Canada Life and RRC Polytech establish new Circle of Friends Indigenous Student Mentorship Program
In June, Canada Life announced a $500,000 investment to help create a new Indigenous-led student mentorship program at Red River College Polytechnic called The Circle of Friends Indigenous Student Mentorship Program supported by Canada Life. The initiative will be offered across all College programs and campuses, providing support and guidance to Indigenous learners as they navigate post-secondary experiences and move into the early weeks of employment.
Sharon-Rose Bear, a student in RRC Polytech’s Social Innovation and Community Development program, completed her first diploma in Community Development and will return this fall to pursue Indigenous Social Entrepreneurship. During her time at RRC Polytech, Bear has taken every opportunity to engage with the community and challenge herself, and she says she is looking forward to participating in the Circle of Friends program when it’s implemented.
As a student, Bear has taken on important leadership roles. As a member of the School of Indigenous Education Resource Crew or “R-Crew,” she helped new and current students navigate college life and helped the Indigenous Support Team manage community events. Over the summer, she was part of the RRC Polytech team of students selected for the Sistering Indigenous and Western Science Programs (SINEWS)—a paid mentorship program through Natural Resources Canada intended to increase the representation and participation of Indigenous and non-Indigenous women in science-related disciplines and research.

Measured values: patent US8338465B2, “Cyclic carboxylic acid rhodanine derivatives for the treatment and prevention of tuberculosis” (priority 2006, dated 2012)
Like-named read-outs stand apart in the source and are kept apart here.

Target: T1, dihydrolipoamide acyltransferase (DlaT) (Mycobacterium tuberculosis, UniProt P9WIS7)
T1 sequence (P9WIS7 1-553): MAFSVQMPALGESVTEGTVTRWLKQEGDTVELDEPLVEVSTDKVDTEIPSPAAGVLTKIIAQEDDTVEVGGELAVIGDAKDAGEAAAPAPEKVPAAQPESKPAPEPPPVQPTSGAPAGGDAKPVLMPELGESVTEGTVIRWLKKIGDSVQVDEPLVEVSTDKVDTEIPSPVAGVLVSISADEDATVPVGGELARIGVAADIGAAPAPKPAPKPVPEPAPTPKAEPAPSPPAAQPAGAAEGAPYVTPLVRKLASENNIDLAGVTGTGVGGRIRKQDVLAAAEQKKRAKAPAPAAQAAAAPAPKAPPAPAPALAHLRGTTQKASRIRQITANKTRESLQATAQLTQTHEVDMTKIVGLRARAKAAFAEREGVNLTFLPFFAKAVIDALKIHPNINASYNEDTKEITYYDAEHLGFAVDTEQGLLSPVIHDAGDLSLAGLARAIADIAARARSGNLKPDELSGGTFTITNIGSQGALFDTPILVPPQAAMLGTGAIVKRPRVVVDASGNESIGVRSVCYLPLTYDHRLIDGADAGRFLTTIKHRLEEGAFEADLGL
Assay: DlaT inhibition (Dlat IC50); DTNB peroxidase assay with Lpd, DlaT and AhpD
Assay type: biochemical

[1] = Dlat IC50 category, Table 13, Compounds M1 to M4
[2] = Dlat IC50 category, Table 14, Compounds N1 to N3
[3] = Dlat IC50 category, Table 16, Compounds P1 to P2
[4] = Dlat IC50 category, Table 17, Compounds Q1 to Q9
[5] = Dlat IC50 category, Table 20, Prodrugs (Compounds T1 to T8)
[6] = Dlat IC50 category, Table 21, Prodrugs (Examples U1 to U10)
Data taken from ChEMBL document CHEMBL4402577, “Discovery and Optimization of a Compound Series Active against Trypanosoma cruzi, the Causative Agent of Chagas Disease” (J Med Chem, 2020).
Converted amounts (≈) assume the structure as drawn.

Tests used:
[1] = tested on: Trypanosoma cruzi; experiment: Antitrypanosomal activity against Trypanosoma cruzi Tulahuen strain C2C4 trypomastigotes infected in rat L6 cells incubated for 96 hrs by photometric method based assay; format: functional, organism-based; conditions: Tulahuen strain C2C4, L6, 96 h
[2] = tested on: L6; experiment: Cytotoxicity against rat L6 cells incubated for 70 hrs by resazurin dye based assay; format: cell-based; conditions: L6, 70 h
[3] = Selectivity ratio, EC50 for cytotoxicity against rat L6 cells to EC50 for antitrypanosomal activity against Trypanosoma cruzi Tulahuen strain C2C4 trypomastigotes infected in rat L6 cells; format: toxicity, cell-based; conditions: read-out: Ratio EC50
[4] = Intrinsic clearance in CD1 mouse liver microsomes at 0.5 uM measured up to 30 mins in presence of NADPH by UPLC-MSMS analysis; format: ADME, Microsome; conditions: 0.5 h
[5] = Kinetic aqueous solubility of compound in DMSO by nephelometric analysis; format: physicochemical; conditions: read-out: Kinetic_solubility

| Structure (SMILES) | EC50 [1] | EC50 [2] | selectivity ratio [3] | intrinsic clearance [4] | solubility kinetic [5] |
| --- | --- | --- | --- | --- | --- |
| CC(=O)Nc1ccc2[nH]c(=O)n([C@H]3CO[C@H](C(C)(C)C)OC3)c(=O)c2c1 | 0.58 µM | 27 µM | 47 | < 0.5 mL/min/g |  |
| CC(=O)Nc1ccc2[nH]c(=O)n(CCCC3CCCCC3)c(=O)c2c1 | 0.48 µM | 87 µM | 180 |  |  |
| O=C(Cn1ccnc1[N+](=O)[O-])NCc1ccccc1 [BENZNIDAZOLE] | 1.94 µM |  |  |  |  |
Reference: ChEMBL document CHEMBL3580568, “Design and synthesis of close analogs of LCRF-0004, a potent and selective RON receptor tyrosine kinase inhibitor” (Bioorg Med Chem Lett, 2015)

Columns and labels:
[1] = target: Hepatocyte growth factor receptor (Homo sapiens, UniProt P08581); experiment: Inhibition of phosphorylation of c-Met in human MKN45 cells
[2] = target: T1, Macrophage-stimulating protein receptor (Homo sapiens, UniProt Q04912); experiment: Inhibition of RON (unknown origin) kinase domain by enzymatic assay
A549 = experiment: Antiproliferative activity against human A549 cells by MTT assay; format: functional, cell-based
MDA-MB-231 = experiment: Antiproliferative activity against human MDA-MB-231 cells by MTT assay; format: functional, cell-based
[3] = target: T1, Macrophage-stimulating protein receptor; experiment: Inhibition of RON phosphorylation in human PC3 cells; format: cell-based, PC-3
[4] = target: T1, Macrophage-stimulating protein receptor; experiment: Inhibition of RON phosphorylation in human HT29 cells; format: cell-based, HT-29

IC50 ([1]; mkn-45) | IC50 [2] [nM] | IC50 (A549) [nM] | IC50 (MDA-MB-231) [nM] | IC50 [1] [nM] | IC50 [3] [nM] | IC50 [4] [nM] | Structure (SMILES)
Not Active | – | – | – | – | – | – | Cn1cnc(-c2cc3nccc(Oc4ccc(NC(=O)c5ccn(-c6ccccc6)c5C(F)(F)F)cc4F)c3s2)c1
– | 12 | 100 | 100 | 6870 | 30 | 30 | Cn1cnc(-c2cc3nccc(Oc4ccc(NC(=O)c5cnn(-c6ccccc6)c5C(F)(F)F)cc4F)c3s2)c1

Bear says that post-secondary can be overwhelming, but the support she accessed through the College helped her to balance the opportunities she wanted to pursue with her academic endeavours. Another avenue of support that connects graduates with experienced industry professionals she says will be helpful in ensuring that Indigenous students can confidently pivot from the classroom to a career from the outset.
“Many Indigenous students who come to RRC Polytech are diving into many new environments all at once: college, urban life, diverse communities, new schedules, budget management, and a big city to get around. It’s a lot,” says Bear.
While she has been able to thrive during her time as a student, Bear confirms that having mentors to support Indigenous graduates as they transition from college life to the workforce will be a huge benefit.
“Many of us have developed a level of comfort and confidence on campus, but graduation presents the brand-new, bigger hurdle of going out into the workplace on our own—the cushion of the College is taken away. With the Circle of Friends program, students and recent graduates can take comfort in knowing they will have industry mentors all along the way who will share insights into what it takes to be ‘ready,’ as they transition into their new careers,” Bear explains.
The Circle of Friends Indigenous Student Mentorship Program will help students facilitate connections with other students and industry professionals who otherwise may have missed opportunities. This program is also one of the ways RRC Polytech aims to increase partnerships with Indigenous students, businesses and communities—a key priority for the College.
Mentees will have access to first-hand insight into college experiences, the job hunt and adjusting to a new work environment.
For mentors, having someone to share their experiences with not only will expand their own future industry connections, but bonding through shared experiences and goals can really help build their confidence in their careers. Teaching and learning is reciprocal—mentors engaging with mentees is another way that mentors can strengthen their own expertise.